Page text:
Job prospects Chemist in Ontario
Job opportunities for Chemists (NOC 2112) are fair in Ontario over the next 3 years. These job prospects are also applicable to people working as a chemist.
Note: These employment prospects were published in December 2021 based on the information available at the time of analysis. The next update will be in December 2022. To learn more, see our FAQs. You can also find additional information on the Canadian Online Job Posting Dashboard.
Job opportunities in Ontario
The employment outlook will be fair for Chemists (NOC 2112) in Ontario for the 2021-2023 period.
The following factors contributed to this outlook:
- Employment growth will lead to a moderate number of new positions.
- Several positions will become available due to retirements.
- There are a small number of unemployed workers with recent experience in this occupation.
What Types of Employers Are Out There?
- Chemical manufacturers mainly in pharmaceutical and medicine manufacturing
- Professional, scientific and technical services companies such as research and development firms
- Federal government departments and agencies
What are the Main Trends Affecting Employment?
- Improved economic activity and manufacturing output will support demand for chemical goods, which are used across the manufacturing industry.
- Investments in the biomanufacturing and life sciences sector, including in pharmaceutical research and production.
- Need for chemical products and processes to support environmental planning, food sciences, construction materials, and agricultural production.
- Some opportunities may arise in the cannabis industry and in petrochemical and industrial chemical manufacturing, particularly in southwestern Ontario.
What Skills Do I Need to Succeed?
- In addition to formal education, experience in a particular field of chemistry such as pharmaceuticals, industrial chemicals, or organic chemistry may be preferred.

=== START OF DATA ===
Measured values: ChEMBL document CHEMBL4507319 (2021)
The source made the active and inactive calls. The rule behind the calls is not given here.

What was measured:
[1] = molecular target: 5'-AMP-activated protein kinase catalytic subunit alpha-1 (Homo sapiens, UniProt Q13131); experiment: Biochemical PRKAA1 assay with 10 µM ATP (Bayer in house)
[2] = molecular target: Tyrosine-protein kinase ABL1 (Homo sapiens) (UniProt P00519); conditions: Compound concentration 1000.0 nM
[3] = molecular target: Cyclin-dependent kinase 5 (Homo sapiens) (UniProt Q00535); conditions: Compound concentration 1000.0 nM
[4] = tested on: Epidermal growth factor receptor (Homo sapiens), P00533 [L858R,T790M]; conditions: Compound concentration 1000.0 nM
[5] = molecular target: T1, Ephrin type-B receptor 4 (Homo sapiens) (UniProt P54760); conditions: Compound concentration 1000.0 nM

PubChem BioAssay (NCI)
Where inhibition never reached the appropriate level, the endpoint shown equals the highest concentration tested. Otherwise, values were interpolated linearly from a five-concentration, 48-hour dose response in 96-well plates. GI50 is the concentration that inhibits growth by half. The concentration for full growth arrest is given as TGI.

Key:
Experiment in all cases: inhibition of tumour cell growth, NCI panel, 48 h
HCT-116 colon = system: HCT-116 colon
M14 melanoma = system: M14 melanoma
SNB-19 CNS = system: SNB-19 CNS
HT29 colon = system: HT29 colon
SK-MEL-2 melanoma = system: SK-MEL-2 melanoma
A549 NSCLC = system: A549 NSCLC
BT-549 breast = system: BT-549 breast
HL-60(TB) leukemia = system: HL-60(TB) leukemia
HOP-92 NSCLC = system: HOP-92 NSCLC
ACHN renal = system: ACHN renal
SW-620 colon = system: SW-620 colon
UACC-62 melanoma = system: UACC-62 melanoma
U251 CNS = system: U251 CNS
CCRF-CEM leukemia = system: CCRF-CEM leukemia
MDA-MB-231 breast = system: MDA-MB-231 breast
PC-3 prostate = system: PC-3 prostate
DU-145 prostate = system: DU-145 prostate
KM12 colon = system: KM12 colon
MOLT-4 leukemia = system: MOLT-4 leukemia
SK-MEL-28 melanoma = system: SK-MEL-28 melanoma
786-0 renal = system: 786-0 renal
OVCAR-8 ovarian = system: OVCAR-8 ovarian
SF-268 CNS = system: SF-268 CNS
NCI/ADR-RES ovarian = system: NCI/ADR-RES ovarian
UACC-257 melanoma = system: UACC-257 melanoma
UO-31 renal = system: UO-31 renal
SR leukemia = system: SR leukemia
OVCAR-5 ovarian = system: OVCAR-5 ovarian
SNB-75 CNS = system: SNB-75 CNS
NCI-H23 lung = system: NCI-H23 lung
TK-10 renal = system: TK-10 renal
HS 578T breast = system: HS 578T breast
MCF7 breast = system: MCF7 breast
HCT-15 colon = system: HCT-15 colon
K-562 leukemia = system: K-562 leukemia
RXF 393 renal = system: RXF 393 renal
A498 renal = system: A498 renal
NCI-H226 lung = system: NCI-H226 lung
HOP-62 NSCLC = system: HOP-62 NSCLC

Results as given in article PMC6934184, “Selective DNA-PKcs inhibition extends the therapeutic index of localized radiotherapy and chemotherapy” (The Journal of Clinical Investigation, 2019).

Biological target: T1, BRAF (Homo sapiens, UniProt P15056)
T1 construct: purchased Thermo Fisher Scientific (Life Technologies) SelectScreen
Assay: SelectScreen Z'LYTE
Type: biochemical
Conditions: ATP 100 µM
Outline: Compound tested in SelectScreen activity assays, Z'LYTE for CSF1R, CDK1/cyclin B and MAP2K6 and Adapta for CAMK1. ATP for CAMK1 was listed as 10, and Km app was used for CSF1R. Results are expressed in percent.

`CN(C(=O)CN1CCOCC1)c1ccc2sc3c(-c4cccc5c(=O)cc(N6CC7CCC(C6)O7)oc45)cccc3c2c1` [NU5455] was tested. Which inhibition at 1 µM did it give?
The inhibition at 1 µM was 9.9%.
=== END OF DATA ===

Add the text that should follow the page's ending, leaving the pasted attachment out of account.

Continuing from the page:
- Knowledge of various sampling techniques and processes related to analytical chemistry, chromatography, and spectroscopy is an asset.
- Ability to use a Laboratory Information Management System (LIMS) and write technical reports.
- Knowledge of Good Manufacturing Practices (GMP) may be required to work in manufacturing settings.
- Some employers may require professional designation from the Association of the Chemical Profession of Ontario.
Here are some key facts about Chemists in the Ontario region:
- Approximately 7,600 people work in this occupation.
- Chemists mainly work in the following sectors:
- Chemical manufacturing (NAICS 325): 39%
- Other professional, scientific and technical services (NAICS 5414, 5416-5419): 17%
- Federal government public administration (NAICS 911): 9%
- Wholesale trade (NAICS 41): 6%
- Architectural, engineering and design services (NAICS 5413): 5%
- The distribution of full-time and part-time workers in this occupation is:
- Full-time workers: more than 95% compared to 79% for all occupations
- Part-time workers: less than 5% compared to 21% for all occupations
- 75% of chemists work all year, while 25% work only part of the year, compared to 63% and 37% respectively among all occupations. Those who worked only part of the year did so for an average of 35 weeks compared to 31 weeks for all occupations.
- Less than 5% of chemists are self-employed compared to an average of 12% for all occupations.
Breakdown by region
Explore job prospects in Ontario by economic region.
|Hamilton–Niagara Peninsula Region||Fair Fair|
|Kingston–Pembroke Region||Fair Fair|
|Kitchener–Waterloo–Barrie Region||Fair Fair|
|London Region||Fair Fair|
|Muskoka–Kawarthas Region||Undetermined Undetermined|
|Northeast Region||Undetermined Undetermined|
|Northwest Region||Undetermined Undetermined|
|Ottawa Region||Fair Fair|
|Stratford–Bruce Peninsula Region||Undetermined Undetermined|
|Toronto Region||Fair Fair|
|Windsor-Sarnia Region||Fair Fair|
To view this data on a map, go to: LMI Explore
Labour market conditions over the next 10 years
We expect that the labour supply and demand for Chemists (NOC 2112) will be balanced in Canada over the next 10 years.
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